What’s Best for You?
Many people are getting ready to kick off grilling season by purchasing a new grill. The first decision isn’t what to grill or barbecue, but instead whether to buy a charcoal or gas grill. Here is some help from an experienced grillmaster to help you decide whether charcoal or a gas grill is best for your grilling or barbecuing needs. You will need to consider cost, what you will use your grill for, and convenience.
How much are you planning on spending on your new grill? As a general rule charcoal grills are cheap than gas grills. Yet, at some point, this does change. If you are buying a very large smoker you might end up paying more for a charcoal grill than you would for a gas grill. Yet, for the large majority of average grillers, the charcoal will be your least expensive of the two choices. You can find a reasonable kettle charcoal grill for just over $20. Meanwhile for most gas grills, even a small one you will be looking at $75 or more. Those that are large enough to cook a meal for a family are usually at least $100 and that is if you are lucky enough to find a great sale.
How Do You Use Your Grill?
Honestly, this is probably the most important question for you to answer when purchasing a grill. If you purchase the wrong one just to save money on a cheap grill you will probably end up buying a replacement quicker than you planned. In the end, your grill will cost you more that way than if you considered how you use a grill first.
If you are just grilling quick-cooking foods on the grill such as hamburgers, hot dogs, boneless chicken breasts, and fish, then you might do well with a gas grill. Keep in mind a charcoal grill can take 15-20 minutes to get the coals up to temperature which might not be worth it if you are cooking these fast cooking pieces of meat. Yet, if you want the true “barbecue flavor” from the smoke in your meat you should go with the charcoal grill. No matter what anyone tells you, a gas grill can not truly replicate the smoke flavor from charcoal.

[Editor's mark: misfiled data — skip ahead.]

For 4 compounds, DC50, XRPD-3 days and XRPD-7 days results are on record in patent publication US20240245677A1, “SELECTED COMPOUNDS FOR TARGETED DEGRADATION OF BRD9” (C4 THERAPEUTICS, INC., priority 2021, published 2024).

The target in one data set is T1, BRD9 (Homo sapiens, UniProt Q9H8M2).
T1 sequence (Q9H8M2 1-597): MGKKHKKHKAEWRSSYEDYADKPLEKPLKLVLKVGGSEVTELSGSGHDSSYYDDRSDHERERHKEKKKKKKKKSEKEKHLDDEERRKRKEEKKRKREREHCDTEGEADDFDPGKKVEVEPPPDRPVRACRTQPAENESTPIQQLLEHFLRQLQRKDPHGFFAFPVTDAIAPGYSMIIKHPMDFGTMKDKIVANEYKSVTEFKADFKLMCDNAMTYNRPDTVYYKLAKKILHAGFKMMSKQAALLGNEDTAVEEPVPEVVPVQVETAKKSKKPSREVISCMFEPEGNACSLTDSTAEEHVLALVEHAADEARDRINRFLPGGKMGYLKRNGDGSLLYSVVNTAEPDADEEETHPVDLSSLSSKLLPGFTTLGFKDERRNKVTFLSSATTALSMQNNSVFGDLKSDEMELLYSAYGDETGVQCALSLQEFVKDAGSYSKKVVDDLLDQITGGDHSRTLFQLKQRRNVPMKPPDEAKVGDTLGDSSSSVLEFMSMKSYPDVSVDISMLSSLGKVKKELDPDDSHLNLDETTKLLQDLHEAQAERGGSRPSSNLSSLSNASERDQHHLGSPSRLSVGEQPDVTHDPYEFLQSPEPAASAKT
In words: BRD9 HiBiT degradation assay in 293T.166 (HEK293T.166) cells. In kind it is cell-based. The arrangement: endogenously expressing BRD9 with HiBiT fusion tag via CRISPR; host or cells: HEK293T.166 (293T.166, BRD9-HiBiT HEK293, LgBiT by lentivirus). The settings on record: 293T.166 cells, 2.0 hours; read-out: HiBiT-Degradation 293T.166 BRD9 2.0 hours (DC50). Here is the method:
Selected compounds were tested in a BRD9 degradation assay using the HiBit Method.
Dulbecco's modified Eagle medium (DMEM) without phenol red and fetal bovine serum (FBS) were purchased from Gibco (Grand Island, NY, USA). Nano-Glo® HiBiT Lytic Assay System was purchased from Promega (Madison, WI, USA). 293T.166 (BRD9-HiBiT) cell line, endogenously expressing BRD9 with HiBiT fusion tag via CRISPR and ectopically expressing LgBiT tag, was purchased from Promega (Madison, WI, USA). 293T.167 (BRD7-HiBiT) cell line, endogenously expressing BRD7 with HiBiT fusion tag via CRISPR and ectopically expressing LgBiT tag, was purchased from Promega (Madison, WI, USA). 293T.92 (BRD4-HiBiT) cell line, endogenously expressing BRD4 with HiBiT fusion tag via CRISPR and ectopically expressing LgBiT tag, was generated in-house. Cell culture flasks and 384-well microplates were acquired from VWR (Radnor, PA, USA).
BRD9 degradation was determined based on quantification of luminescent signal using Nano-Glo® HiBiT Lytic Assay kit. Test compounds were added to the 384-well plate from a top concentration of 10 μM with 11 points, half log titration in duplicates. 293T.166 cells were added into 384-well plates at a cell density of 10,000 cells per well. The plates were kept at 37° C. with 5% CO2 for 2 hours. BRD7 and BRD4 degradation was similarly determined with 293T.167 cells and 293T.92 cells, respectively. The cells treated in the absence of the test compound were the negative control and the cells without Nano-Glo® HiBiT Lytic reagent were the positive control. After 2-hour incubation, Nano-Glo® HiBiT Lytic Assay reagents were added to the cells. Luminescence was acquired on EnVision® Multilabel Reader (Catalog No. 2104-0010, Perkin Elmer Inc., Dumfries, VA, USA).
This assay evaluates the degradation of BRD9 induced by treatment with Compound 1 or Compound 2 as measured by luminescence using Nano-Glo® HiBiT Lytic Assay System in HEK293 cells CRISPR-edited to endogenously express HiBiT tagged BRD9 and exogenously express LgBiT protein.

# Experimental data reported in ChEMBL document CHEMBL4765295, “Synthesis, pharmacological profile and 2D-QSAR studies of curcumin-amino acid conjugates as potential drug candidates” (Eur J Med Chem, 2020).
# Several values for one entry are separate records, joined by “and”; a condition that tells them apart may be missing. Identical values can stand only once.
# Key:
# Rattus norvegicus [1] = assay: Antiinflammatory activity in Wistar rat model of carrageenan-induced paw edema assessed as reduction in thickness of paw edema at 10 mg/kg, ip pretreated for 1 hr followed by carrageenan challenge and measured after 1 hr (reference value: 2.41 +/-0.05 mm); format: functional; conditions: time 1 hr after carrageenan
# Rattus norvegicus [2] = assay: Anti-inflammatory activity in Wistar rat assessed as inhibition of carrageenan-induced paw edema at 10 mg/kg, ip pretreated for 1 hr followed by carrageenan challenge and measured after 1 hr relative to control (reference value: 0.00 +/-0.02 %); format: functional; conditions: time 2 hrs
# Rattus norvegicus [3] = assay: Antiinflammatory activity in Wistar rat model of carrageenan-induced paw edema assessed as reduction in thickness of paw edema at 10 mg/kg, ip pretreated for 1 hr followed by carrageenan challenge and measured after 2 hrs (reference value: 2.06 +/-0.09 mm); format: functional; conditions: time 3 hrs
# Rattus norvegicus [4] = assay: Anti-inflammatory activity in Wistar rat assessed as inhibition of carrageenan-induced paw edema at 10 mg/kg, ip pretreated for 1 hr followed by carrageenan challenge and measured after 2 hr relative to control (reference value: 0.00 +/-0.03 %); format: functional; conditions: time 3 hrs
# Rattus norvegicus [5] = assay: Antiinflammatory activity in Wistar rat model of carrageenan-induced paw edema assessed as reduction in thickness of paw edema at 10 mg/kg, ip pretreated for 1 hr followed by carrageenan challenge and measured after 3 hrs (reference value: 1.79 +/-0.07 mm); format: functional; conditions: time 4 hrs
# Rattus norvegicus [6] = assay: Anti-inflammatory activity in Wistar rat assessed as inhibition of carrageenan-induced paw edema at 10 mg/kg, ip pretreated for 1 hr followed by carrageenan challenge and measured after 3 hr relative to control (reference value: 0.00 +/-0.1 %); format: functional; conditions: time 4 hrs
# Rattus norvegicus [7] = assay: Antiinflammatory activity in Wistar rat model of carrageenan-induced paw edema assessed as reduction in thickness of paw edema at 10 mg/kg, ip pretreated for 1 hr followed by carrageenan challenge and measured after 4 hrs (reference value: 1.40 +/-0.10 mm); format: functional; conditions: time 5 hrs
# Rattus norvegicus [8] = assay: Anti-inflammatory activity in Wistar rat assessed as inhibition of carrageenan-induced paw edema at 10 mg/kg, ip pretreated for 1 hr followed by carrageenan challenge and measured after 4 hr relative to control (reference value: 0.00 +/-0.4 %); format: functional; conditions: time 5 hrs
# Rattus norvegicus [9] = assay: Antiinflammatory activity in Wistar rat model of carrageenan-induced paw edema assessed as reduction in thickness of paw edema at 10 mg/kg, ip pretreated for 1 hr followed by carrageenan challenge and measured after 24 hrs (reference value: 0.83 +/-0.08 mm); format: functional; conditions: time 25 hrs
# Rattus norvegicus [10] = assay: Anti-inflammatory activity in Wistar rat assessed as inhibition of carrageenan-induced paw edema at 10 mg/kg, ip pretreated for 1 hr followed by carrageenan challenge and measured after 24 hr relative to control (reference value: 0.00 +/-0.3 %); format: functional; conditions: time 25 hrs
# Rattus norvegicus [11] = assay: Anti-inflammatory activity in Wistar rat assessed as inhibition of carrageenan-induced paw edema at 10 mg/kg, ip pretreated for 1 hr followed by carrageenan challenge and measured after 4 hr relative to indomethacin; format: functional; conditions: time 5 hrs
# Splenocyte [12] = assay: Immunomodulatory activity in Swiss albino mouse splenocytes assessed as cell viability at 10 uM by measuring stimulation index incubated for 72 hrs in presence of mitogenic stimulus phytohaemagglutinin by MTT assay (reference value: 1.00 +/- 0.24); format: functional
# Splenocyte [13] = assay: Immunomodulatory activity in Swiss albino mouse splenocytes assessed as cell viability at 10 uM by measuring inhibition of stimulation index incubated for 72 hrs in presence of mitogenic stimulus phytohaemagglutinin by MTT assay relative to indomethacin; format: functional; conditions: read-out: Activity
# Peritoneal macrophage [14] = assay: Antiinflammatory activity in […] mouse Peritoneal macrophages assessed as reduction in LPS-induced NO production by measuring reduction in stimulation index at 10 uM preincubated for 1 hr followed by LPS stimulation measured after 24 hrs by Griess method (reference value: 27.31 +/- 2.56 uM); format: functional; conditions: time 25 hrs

If you are looking to slow cook your meat, also more commonly referred to as barbecuing, then you have to go with a charcoal grill. This infuses your meat with that smoke flavor and cooks in a traditional manner. As an experienced grillmaster, I have to say that cooking on a gas grill just feels like taking the stove outside to me, it doesn’t have that “barbecuing feel” to it. In a pinch, you can slow cook your meat on a gas grill, but if so I highly recommend getting smoker chips to add more of a smoked flavor to the meat you are grilling.
Time is money to many of us. With many families having both parents working these days many people want their dinner prepared fast. This is something that a charcoal grill will not do for you. Remember it is at least ten minutes for the charcoal to get to temperature when using a charcoal grill and sometimes it takes up to 20 minutes depending on the outdoor conditions. With a gas grill, all you have to do is flip a switch and it’s on just like your oven inside your house.
As far as fuel goes, you will usually have to purchase charcoal more often than you will for gas. Gas grills used to be inconvenient to refill because you actually had to go somewhere and get your tank refilled. These days owners of gas grills can just tank their propane tank to a retail store and exchange it for a new one. That makes gas much more convenient.
Gas grills also offer another source of convenience, that is the cleanup. All you have to do with a gas grill is clean the grates. With a charcoal grill, you have to wait for the coals to cool down and usually turn to ash and then dispose of the ash and remainder of the coals.
It’s Up To You, Convenience Or Tradition
Overall gas grills are very popular today with the large advantage they provide inconvenience. Of course, that extra convenience means extra cost. A charcoal grill will still draw the traditional barbecuers and grillmasters though that have the time to wait. They tend to believe then when barbecuing “good things come to those that wait”. The choice is yours, but this guide should help you choose the right grill for you, either charcoal or gas, based on your personal grilling preferences.